16 twenty-first century enlightenment 15 people have. 17 By their nature, consuming more positional goods cannot increase aggregate contentment. Add concerns about the global sustainability of conventionally defined economic growth and there is a powerful mix of reasons to question the outcomes of poss essive individualism. Appreciating that as individuals we are continuous with the context we occupy, especially our social relations, understanding our cognitive frailties and recognising the economic and environmental limits to individual preferences can be helpful to us. This enables us to distinguish our needs from our appetites and our amazing human potential from our often self-defeating aspirations. It is the basis for self-aware autonomy. Empathic universalism Building on the idea of natural rights which can be traced back to the ancient Stoics, Todorov s second Enlightenment principle, universalism, is generally taken to mean that all human beings are born with inalienable rights and equally deserving of dignity. Of what these rights should consist has since become one of the defining issues of a post-enlightenment political discourse. The classic debates concern the merits of negative (freedom) rights versus positive (welfare) rights, about the balance between individual rights and the interests of the community, and, on the global stage, between protecting individual rights and respecting national sovereignty. Whether one is liberal or communitarian, in favour only of protecting civil liberties or arguing for policies that enable everyone to meet their capabilities, there is a less explored dimension to these questions. What is it that drives us to act on the principle of universalism? It is one thing to sign up to the ideal even in its more minimal versions another to put it 17. F Hirsch. Social Limits to Growth. Routledge & Kegan Paul 1977.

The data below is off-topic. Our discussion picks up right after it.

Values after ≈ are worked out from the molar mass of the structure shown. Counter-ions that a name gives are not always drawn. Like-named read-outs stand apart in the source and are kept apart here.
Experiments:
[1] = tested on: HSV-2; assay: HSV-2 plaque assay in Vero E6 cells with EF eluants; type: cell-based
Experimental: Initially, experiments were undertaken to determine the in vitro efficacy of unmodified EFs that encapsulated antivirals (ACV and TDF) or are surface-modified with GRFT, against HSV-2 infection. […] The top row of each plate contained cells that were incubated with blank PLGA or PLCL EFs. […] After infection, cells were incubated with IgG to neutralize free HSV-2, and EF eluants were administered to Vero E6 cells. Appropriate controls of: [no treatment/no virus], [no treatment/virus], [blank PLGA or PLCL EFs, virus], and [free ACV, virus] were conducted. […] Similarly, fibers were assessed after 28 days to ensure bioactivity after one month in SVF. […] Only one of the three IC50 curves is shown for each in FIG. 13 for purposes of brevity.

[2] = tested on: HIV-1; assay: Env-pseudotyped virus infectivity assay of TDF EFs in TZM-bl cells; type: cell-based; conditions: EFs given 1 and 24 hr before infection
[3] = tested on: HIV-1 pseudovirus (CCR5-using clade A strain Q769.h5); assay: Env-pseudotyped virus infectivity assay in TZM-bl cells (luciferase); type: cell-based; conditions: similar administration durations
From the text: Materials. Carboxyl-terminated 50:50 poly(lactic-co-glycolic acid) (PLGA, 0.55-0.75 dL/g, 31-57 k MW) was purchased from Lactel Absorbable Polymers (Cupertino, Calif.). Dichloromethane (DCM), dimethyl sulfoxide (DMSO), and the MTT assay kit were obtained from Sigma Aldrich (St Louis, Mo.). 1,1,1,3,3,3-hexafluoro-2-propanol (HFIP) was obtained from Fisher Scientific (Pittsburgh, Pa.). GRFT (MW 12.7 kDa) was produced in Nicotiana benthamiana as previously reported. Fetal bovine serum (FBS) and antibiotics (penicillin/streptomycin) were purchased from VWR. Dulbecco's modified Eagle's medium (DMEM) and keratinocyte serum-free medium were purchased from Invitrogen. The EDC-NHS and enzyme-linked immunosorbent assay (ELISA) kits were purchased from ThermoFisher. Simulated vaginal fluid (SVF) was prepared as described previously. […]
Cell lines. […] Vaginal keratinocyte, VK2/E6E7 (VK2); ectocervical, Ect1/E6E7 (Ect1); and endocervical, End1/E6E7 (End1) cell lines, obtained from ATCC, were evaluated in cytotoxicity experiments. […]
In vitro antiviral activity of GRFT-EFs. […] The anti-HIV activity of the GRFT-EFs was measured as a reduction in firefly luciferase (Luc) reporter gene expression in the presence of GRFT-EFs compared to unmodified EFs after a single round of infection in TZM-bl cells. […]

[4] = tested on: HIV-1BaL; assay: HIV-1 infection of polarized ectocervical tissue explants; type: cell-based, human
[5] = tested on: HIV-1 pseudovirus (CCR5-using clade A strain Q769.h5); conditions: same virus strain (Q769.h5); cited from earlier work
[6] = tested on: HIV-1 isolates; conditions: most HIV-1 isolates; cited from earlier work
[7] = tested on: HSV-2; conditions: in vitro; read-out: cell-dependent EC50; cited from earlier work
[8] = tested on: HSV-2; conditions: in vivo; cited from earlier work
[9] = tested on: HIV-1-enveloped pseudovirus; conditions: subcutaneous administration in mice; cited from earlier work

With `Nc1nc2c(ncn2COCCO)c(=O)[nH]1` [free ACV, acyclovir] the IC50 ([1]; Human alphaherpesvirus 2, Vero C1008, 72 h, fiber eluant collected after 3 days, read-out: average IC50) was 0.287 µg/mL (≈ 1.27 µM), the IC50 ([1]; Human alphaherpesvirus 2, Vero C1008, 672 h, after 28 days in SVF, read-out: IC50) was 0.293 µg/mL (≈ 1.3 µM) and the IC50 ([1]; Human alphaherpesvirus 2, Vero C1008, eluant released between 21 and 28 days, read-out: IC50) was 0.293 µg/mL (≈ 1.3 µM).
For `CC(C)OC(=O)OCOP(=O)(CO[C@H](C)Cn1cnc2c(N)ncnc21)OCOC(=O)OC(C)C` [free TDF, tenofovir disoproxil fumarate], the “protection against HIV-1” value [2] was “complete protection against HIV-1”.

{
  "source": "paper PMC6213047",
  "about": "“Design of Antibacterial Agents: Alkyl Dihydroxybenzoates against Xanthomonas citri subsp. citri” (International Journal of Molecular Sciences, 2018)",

17 16 essay 1 / june 2010 into practice, particularly when this requires us to make sacrifices or when those whose rights are denied or threatened are distant and different. The emotional foundation for universalism is empathy. This is an argument every secondary school child will recognise from their study of To Kill a Mockingbird. Writing at the dawn of the struggle for civil rights, Harper Lee has Atticus Finch say to Scout: You never really understand a person until you consider things from his point of view until you climb inside of his skin and walk around in it. 18 Empathic capacity is also a core competency for twentyfirst century citizens. There have been many attempts to predict the path of human development once we have met our basic material needs and moved beyond the allure of consumerist individualism. The highest stages usually involve a deeper level of self-awareness and self-expression. The classic model is Abraham Maslow s hierarchy of needs topped by the concept of selfactualisation, which he described in these terms: The intrinsic growth of what is already in the organism, or more accurately of what is the organism itself... self-actualization is growthmotivated rather than deficiency-motivated. 19 Those deemed to have self-actualised are said to have certain key characteristics foremost among which are that they embrace reality and facts rather than denying truth; they are spontaneous, they are interested in problem solving, and most significantly for this part of my argument they are accepting of themselves and others and lack prejudice. Another perspective is the idea of self-authorship developed by developmental psychologist Robert Kegan. 20 Using a similar framework to Jean Piaget s pioneering work on child cognitive development, Kegan s masterwork is The Evolving Self, in which he describes the stages of psychological development, 18. L Harper. To Kill a Mockingbird. HarperCollins 2002 [1960]. 19. A Maslow. A Theory of Human Motivation, originally published in the Psychological Review in 1943 is available online: Maslow/motivation.htm 20. R Kegan. The Evolving Self: problem and process in human development. Harvard University Press 1982.